How Can Government Best Address Cyber Risks?
Diverse agency data stores extend the source of risk throughout government organizations, bringing the need for new approaches that move beyond traditional security precautions. Cyberattacks against government are becoming more common and and have more severe impact.
As a result, cyber is increasingly being viewed as a key component in enterprise risk management (ERM) frameworks. ERM focuses on assessing significant challenges to an organization and its operations and implementing a set of predetermined risk responses; several IBM Center reports have addressed ERM, including Managing Risk in Government: An Introduction to Enterprise Risk Management and Improving Government Decision Making through Enterprise Risk Management, addressing how ERM can overcome the shortcomings of managing risk in silos. ERM has become a key strategy to address systemic risk across an organization. Securing data and managing cyber risk must now become now critical elements in agency ERM frameworks.
In a new report from the IBM Center for The Business of Government, Managing Cybersecurity Risk in Government: An Implementation Model, authors Rajni Goel, James Haddow and Anupam Kumar from Howard University address cybersecurity risk management needs by developing a decision model that allows agencies to tailor approaches for particular cyber challenges. The authors review existing risk management frameworks in use across government, and analyze steps that agencies can take to understand and respond to those risks in a manner consistent with existing law and policy. They put this work together to develop an implementation model based on taking five steps to improve cybersecurity outcomes: Prioritize, Resource, Implement, Standardize, and Monitor–the PRISM model.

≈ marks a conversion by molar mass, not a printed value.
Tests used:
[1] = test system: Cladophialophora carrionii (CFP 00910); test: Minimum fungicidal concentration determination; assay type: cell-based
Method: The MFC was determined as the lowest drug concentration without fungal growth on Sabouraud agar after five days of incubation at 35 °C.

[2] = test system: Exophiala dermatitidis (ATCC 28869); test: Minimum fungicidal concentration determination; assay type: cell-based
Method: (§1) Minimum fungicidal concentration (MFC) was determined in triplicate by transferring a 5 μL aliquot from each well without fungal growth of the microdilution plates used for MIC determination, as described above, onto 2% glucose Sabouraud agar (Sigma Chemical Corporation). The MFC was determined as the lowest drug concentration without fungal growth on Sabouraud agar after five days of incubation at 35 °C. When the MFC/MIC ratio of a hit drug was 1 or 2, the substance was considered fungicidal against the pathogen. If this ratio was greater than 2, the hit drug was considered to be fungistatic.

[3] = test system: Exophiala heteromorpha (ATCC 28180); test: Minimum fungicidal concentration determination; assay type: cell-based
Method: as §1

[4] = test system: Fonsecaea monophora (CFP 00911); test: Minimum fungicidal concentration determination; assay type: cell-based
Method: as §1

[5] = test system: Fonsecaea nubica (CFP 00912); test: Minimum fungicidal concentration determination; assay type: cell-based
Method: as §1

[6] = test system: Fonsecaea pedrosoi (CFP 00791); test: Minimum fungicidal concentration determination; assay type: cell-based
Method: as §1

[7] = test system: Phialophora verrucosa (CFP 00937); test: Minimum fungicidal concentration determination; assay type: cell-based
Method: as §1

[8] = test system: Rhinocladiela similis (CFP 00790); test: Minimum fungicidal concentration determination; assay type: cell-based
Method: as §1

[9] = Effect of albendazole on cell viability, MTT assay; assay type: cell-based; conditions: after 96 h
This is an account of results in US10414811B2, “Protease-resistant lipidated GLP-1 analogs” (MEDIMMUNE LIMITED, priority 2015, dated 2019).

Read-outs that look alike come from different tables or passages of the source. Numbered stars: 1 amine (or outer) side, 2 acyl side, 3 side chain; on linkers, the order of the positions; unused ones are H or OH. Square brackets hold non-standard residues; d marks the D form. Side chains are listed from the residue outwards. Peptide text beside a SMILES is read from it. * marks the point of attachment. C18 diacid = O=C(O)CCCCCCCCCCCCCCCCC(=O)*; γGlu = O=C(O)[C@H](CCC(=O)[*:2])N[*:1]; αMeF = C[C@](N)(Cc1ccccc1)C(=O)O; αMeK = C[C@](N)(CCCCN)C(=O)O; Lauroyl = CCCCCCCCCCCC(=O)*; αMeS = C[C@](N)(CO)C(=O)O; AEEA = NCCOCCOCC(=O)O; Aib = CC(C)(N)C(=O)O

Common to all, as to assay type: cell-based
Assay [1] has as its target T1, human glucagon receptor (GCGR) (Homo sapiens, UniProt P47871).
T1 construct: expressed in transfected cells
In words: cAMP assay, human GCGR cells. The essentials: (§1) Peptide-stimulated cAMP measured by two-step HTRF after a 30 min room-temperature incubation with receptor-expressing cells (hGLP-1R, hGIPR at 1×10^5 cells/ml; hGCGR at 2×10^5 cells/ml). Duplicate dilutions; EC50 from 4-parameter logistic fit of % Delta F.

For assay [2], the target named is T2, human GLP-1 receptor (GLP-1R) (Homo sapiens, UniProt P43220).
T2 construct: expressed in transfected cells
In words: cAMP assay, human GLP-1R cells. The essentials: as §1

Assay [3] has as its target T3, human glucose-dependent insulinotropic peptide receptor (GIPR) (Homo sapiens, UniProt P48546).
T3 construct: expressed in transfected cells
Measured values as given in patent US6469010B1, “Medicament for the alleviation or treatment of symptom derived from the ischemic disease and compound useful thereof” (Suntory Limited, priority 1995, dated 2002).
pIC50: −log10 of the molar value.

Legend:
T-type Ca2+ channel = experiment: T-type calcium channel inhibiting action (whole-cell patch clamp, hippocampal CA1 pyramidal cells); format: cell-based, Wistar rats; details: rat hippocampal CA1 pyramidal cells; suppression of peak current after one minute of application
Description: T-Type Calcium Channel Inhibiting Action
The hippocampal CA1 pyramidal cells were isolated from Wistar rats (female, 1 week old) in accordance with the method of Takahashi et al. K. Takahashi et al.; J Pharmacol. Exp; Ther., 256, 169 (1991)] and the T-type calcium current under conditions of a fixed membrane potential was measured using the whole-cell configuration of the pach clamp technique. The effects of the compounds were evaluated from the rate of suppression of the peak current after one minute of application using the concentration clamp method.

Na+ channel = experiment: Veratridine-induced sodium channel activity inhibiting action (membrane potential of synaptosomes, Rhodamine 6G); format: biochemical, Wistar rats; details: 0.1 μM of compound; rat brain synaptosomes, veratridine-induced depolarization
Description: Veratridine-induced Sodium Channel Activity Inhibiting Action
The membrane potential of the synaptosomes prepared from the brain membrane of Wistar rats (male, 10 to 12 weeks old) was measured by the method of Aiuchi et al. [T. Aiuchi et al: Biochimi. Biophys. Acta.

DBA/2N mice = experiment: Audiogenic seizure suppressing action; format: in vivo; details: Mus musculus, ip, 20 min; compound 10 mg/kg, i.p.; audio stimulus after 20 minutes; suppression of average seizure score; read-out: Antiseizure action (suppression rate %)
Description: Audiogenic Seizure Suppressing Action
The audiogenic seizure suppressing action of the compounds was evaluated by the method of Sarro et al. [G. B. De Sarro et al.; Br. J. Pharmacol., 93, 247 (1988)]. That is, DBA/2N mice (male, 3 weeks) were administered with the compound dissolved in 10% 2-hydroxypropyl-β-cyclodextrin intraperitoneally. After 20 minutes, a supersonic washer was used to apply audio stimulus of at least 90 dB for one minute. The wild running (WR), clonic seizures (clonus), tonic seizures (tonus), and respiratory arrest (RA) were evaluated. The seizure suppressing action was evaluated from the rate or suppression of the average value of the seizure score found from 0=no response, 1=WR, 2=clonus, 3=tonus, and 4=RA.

As the report notes, “the National Institute of Standards and Technology (NIST) finds that poorly managed cybersecurity risk may negatively affect performance and place an organization at risk by reducing its ability to innovate. This can occur even while leaders focus in the near term on the precise status of their organization’s cybersecurity posture and the risk of becoming a victim of cybercrime or cyberattack.” A methodology for cybersecurity risk management can help agencies become more resilient in responding to risks adequately and appropriately.
To address this challenge, the authors seek to to improve agency capacity to implement effective cyber risk management through the PRISM decision model that can lead agencies to make intelligent choices about how best to address cyber risk. The model helps agencies begin by prioritizing risk drivers and interdependencies, and linking cybersecurity goals to mission and operational objectives. The model can also assist agencies in communicating return on security investments to mitigate cyber risks. Such communications can foster discussion, assessment, and decisions and actions to tailor approaches for addressing cyber risk management in government.
We hope that this report provides a useful model for government agencies to adapt in managing cyber risks.